For O's, change begins at the top Resigned to fate, Hemond quits after eight years as GM

Regan fired as manager

Club is criticized by F. Robinson for leaving GM in limbo

October 21, 1995|By Peter Schmuck | Peter Schmuck,SUN STAFF

Roland Hemond never made waves. He worked for three different owners during his eight years as general manager of the Orioles and he adapted to each, whether it meant working on a shoestring budget or spending millions in the free-agent market. He was -- to the end -- a company man.

That's why it was such a surprise when Hemond submitted his resignation yesterday, hours before the Orioles announced that Phil Regan would not be retained as manager. There was every reason to believe owner Peter Angelos would replace Hemond after his contract expired Oct. 31, but he has never been the resigning kind of guy.

"Of course, you'd like to complete the job," Hemond, 65, said last night. "You want to win the world championship here and be part of it. I just decided that since they were indicating their interest in other people, I decided it was time to march on. Peter indicated that he would like me to stay in the organization and I appreciated that, but I felt it was time."

The writing had been on the front-office wall for months. The lackluster performance of the team strained the owner's patience and sent him searching for a new general manager well before the end of the 1995 season. Angelos asked for permission to interview Cleveland Indians assistant GM Dan O'Dowd. When it was denied, he waited until the season was over and began interviewing other candidates.

It was not a well-kept secret, but Hemond did not complain. He worked and waited while former Montreal Expos GM Kevin Malone and former San Diego Padres GM Randy Smith met with Angelos to discuss his job. Then, on the day the club was to announce its decision on Regan -- another move that was telegraphed well in advance -- Hemond got out of bed and quit.

"I was surprised because I've been around Roland all the time this has been going on," said Orioles assistant general manager Frank Robinson. "I've seen this stuff eat at him, but he had always indicated to me that he would not quit. We talked yesterday and he gave no indication of it."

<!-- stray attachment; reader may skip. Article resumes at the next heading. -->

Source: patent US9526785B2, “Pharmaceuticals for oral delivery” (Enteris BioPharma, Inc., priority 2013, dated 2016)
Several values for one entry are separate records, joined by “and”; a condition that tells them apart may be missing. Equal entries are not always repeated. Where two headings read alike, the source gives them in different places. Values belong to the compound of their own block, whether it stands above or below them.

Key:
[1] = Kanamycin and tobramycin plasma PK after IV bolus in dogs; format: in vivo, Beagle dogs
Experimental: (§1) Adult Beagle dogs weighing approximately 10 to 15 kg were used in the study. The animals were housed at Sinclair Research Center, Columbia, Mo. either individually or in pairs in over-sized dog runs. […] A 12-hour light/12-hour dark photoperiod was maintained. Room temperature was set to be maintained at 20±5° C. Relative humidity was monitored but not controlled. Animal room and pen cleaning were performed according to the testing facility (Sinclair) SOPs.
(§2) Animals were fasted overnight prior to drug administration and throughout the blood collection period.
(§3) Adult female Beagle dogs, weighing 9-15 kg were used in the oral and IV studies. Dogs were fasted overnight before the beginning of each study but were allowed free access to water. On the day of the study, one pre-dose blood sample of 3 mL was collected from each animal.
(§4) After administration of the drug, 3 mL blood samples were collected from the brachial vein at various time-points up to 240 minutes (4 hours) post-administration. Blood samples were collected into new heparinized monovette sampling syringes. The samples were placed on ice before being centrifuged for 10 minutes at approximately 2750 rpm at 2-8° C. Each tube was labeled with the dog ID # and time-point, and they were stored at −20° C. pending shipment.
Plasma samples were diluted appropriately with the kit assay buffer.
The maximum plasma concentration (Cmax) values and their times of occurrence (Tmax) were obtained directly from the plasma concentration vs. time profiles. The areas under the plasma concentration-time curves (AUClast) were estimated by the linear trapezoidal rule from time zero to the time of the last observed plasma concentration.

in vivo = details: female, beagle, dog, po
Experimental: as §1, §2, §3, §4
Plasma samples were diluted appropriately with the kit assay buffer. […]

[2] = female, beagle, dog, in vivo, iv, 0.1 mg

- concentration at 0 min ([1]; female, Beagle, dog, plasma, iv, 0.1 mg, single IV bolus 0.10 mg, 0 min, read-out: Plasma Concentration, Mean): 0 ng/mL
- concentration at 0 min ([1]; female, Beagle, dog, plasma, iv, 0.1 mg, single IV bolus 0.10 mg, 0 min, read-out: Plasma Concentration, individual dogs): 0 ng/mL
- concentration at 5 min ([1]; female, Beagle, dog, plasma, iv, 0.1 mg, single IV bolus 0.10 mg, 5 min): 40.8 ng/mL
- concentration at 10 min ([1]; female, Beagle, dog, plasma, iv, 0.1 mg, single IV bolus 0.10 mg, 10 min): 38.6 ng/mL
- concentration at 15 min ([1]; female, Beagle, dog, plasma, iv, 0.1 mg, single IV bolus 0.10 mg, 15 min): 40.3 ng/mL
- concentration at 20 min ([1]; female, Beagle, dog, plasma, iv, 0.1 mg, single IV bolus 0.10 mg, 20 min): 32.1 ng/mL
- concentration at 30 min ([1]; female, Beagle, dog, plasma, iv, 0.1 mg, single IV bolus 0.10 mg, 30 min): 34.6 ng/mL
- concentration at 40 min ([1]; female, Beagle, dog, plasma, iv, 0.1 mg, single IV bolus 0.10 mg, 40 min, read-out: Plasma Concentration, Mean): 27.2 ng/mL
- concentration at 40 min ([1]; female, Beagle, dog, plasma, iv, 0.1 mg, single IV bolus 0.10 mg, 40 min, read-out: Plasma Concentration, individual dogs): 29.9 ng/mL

Hemond's resignation stirred speculation that he already had somewhere else to go. He is believed to be a candidate to replace Malone in Montreal. He even has been mentioned as a possible candidate for commissioner of baseball, if major-league owners ever decide to fill that job. He has made enough friends in his 44 years as a baseball executive to be assured that he'll land somewhere if he wants to remain in the game.

He denied that he has anything lined up, but made it clear that he has every intention of remaining in baseball management.

"I don't feel I'm ready to retire," Hemond said. "I have too much energy and too much vitality. I'd like to remain in the game. The fact that Peter showed continued interest in my services, I'm grateful for that. But we went 71-73. The general manager pays the price when you don't win."

Angelos declined to comment, other than to release a prepared statement that applauded Hemond for his service to the club. The Orioles owner has been criticized for the way he left Hemond and Regan in limbo the past few weeks, and his approach was questioned again yesterday by another employee who is expected to leave the club in the near future.

"I think Roland deserved to be treated better than he was under these circumstances," Robinson said. "If they were really trying to replace him, they should have brought him in before they started interviewing people and told him what direction they were going to take. I thought he deserved that, because of the way he has conducted himself."

Hemond came to Baltimore with a reputation for being a Bill Veeck-style wheeler-dealer, but he would suffer because of a couple of disastrous trades and lost credibility with Angelos when he failed to sign power-hitting outfielder Ron Gant in 1994.

He leaves as the man who traded Eddie Murray for a handful of players who never made a big contribution in Baltimore. He leaves as the GM who traded Steve Finley, Curt Schilling and Pete Harnisch for a walking emergency room named Glenn Davis. He leaves as the one who traded away Mickey Tettleton and 95 home runs over the next three seasons.

But Hemond also leaves as the architect of the "Why not?" season of 1989, when the Orioles went from the debacle of a season-opening 21-game losing streak in '88 to a final-weekend, divisional showdown against the Toronto Blue Jays in '89 with a team that was made up largely of overachieving minor-league prospects.

"It's sort of sad, from the standpoint that he's a very good man," said shortstop Cal Ripken. "I'm not privy to any kind of info about what goes on . . . what percentage of moves were his and what percentage were somebody else's. That part is pretty unclear, but I, for one, will miss him."

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